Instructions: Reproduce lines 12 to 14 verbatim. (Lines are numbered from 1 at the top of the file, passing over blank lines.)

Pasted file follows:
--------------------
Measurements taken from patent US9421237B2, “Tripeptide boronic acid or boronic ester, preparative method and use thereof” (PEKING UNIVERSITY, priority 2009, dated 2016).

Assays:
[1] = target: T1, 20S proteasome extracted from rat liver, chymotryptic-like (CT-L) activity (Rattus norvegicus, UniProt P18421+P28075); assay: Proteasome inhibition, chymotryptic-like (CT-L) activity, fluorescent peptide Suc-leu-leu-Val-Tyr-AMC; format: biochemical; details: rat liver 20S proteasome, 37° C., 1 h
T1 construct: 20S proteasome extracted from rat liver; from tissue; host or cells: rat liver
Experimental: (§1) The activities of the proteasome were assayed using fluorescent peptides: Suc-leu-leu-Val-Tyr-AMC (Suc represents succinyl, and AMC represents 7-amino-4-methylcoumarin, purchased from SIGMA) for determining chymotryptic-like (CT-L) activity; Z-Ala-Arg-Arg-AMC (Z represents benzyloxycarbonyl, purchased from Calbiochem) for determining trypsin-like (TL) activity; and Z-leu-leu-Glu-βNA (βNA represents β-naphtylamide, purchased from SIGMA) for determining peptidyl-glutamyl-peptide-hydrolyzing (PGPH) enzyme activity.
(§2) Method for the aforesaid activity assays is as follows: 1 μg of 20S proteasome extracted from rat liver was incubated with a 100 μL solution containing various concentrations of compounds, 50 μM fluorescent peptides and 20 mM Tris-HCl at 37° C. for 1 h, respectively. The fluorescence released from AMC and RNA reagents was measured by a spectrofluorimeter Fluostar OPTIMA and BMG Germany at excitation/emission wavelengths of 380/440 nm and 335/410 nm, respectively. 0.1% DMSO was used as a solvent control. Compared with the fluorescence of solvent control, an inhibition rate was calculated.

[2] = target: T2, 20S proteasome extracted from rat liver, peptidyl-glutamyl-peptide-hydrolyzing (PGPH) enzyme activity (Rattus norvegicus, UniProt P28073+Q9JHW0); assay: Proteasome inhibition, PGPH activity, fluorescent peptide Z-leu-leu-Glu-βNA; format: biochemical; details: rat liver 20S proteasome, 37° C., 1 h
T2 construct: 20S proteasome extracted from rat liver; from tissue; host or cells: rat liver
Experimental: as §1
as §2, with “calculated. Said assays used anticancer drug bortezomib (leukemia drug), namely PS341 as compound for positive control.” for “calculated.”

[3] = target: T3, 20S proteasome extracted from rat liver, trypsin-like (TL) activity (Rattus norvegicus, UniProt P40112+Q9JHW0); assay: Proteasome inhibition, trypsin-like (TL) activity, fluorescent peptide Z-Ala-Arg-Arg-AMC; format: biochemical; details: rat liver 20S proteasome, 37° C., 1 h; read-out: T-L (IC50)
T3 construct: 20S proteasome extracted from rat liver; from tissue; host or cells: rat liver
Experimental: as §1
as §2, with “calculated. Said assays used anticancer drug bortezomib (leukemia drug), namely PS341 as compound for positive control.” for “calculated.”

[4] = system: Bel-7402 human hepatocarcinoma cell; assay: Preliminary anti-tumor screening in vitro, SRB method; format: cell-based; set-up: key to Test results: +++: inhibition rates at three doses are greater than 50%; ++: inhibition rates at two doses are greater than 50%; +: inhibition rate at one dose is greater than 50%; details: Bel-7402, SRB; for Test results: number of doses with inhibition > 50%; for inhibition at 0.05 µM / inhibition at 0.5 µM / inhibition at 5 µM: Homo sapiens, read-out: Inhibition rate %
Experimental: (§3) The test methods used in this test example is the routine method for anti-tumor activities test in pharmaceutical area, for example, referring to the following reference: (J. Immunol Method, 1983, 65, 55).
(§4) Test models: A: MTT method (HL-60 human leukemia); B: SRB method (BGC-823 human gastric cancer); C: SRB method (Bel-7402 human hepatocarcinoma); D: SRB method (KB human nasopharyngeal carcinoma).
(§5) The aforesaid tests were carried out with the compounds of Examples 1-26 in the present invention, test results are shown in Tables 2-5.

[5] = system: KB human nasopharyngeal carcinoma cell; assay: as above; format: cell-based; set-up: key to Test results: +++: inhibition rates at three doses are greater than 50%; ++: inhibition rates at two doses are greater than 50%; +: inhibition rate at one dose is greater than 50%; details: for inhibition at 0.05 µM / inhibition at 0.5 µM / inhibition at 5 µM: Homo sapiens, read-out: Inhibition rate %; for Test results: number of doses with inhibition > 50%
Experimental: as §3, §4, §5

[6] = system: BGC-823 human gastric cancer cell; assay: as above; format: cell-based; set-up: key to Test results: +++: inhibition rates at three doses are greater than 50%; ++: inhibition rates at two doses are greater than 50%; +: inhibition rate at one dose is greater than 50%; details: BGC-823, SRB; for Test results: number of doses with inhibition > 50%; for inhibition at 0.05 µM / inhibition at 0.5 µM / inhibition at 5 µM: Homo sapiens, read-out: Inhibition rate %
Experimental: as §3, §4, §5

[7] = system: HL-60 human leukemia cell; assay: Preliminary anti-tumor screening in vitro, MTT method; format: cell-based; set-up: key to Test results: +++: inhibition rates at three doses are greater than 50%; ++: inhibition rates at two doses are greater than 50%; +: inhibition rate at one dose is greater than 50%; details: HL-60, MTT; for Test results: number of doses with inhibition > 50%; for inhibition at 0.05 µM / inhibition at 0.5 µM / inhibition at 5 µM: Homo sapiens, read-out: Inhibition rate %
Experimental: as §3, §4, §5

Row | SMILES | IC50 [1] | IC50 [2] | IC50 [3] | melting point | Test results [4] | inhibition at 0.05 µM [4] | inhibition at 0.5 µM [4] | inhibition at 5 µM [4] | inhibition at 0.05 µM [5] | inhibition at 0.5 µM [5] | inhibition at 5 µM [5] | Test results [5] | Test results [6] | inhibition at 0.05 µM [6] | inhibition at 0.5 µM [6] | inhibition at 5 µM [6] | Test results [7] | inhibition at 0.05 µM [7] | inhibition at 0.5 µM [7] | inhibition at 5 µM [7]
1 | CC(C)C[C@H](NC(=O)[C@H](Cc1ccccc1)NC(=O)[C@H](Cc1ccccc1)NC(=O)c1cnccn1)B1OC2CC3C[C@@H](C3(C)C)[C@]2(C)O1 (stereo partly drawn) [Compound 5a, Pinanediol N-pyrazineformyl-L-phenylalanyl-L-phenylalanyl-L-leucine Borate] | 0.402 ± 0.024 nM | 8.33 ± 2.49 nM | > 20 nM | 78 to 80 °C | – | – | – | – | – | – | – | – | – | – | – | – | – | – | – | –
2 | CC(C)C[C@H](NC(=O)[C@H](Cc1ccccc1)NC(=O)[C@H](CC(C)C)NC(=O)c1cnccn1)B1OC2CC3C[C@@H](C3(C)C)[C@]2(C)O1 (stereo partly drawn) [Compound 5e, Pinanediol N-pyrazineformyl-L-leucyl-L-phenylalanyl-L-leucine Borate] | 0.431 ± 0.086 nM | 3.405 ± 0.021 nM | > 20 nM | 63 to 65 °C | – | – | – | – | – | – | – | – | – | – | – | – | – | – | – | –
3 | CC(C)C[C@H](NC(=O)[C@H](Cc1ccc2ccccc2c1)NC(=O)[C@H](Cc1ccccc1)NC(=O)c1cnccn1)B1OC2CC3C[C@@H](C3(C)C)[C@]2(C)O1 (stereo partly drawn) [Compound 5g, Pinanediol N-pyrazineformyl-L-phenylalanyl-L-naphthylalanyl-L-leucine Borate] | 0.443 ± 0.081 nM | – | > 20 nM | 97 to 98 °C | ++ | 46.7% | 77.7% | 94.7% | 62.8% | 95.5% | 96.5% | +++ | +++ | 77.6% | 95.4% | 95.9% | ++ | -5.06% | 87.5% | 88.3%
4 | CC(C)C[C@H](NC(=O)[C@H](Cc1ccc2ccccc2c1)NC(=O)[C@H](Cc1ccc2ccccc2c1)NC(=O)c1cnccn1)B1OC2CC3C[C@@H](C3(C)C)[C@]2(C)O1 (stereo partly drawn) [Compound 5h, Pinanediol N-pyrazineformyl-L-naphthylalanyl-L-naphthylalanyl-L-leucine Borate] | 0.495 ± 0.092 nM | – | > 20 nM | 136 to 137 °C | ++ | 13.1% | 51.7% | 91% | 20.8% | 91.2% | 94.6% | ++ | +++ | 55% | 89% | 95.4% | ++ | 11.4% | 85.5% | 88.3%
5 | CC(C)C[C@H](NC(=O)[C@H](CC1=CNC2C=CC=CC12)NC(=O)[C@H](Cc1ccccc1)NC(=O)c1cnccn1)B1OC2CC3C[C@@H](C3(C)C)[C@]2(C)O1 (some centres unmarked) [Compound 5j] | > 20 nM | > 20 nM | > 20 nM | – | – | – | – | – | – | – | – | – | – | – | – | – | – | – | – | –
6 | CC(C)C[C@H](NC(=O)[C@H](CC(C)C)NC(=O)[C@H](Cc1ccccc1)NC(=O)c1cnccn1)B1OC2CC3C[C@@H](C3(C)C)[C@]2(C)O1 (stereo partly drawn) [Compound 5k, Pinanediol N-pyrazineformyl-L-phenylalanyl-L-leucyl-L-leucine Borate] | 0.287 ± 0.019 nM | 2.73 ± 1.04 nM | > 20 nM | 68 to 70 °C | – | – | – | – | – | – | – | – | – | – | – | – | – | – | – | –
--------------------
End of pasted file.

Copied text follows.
T3 construct: 20S proteasome extracted from rat liver; from tissue; host or cells: rat liver
Experimental: as §1
as §2, with “calculated. Said assays used anticancer drug bortezomib (leukemia drug), namely PS341 as compound for positive control.” for “calculated.”